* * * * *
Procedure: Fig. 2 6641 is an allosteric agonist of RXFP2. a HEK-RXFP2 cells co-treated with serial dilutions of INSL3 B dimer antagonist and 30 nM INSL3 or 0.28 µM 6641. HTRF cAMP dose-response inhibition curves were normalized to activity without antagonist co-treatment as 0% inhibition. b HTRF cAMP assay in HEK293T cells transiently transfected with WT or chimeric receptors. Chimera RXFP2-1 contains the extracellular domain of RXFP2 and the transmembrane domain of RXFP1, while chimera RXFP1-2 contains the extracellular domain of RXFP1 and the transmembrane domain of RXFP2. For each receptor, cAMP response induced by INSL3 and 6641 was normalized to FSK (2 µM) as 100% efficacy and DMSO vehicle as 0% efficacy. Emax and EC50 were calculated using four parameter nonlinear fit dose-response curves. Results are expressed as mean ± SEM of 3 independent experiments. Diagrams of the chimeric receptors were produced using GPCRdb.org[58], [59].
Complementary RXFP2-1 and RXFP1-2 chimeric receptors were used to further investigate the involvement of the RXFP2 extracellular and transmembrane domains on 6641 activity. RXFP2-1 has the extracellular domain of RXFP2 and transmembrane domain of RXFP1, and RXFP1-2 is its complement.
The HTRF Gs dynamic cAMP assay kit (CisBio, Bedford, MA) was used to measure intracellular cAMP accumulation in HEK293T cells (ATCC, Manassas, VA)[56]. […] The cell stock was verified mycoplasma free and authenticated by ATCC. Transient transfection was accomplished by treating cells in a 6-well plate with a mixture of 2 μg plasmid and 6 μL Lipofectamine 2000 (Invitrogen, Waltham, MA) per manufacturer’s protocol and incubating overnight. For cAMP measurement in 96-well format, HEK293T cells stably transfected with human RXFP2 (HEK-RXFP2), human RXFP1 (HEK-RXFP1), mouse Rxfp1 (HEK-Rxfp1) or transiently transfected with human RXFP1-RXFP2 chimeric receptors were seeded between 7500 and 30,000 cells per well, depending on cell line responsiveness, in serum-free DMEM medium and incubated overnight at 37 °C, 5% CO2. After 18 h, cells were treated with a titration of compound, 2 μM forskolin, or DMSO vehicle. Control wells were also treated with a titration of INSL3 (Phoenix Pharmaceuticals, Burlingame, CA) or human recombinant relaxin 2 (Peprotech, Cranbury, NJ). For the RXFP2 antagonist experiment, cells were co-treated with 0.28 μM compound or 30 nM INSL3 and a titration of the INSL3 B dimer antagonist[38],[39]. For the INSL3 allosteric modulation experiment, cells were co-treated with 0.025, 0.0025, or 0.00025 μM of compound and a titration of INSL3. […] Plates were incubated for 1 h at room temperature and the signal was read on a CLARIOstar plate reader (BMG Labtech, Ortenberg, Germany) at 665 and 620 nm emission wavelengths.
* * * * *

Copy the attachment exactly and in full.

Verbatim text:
Procedure: Fig. 2 6641 is an allosteric agonist of RXFP2. a HEK-RXFP2 cells co-treated with serial dilutions of INSL3 B dimer antagonist and 30 nM INSL3 or 0.28 µM 6641. HTRF cAMP dose-response inhibition curves were normalized to activity without antagonist co-treatment as 0% inhibition. b HTRF cAMP assay in HEK293T cells transiently transfected with WT or chimeric receptors. Chimera RXFP2-1 contains the extracellular domain of RXFP2 and the transmembrane domain of RXFP1, while chimera RXFP1-2 contains the extracellular domain of RXFP1 and the transmembrane domain of RXFP2. For each receptor, cAMP response induced by INSL3 and 6641 was normalized to FSK (2 µM) as 100% efficacy and DMSO vehicle as 0% efficacy. Emax and EC50 were calculated using four parameter nonlinear fit dose-response curves. Results are expressed as mean ± SEM of 3 independent experiments. Diagrams of the chimeric receptors were produced using GPCRdb.org[58], [59].
Complementary RXFP2-1 and RXFP1-2 chimeric receptors were used to further investigate the involvement of the RXFP2 extracellular and transmembrane domains on 6641 activity. RXFP2-1 has the extracellular domain of RXFP2 and transmembrane domain of RXFP1, and RXFP1-2 is its complement.
The HTRF Gs dynamic cAMP assay kit (CisBio, Bedford, MA) was used to measure intracellular cAMP accumulation in HEK293T cells (ATCC, Manassas, VA)[56]. […] The cell stock was verified mycoplasma free and authenticated by ATCC. Transient transfection was accomplished by treating cells in a 6-well plate with a mixture of 2 μg plasmid and 6 μL Lipofectamine 2000 (Invitrogen, Waltham, MA) per manufacturer’s protocol and incubating overnight. For cAMP measurement in 96-well format, HEK293T cells stably transfected with human RXFP2 (HEK-RXFP2), human RXFP1 (HEK-RXFP1), mouse Rxfp1 (HEK-Rxfp1) or transiently transfected with human RXFP1-RXFP2 chimeric receptors were seeded between 7500 and 30,000 cells per well, depending on cell line responsiveness, in serum-free DMEM medium and incubated overnight at 37 °C, 5% CO2. After 18 h, cells were treated with a titration of compound, 2 μM forskolin, or DMSO vehicle. Control wells were also treated with a titration of INSL3 (Phoenix Pharmaceuticals, Burlingame, CA) or human recombinant relaxin 2 (Peprotech, Cranbury, NJ). For the RXFP2 antagonist experiment, cells were co-treated with 0.28 μM compound or 30 nM INSL3 and a titration of the INSL3 B dimer antagonist[38],[39]. For the INSL3 allosteric modulation experiment, cells were co-treated with 0.025, 0.0025, or 0.00025 μM of compound and a titration of INSL3. […] Plates were incubated for 1 h at room temperature and the signal was read on a CLARIOstar plate reader (BMG Labtech, Ortenberg, Germany) at 665 and 620 nm emission wavelengths.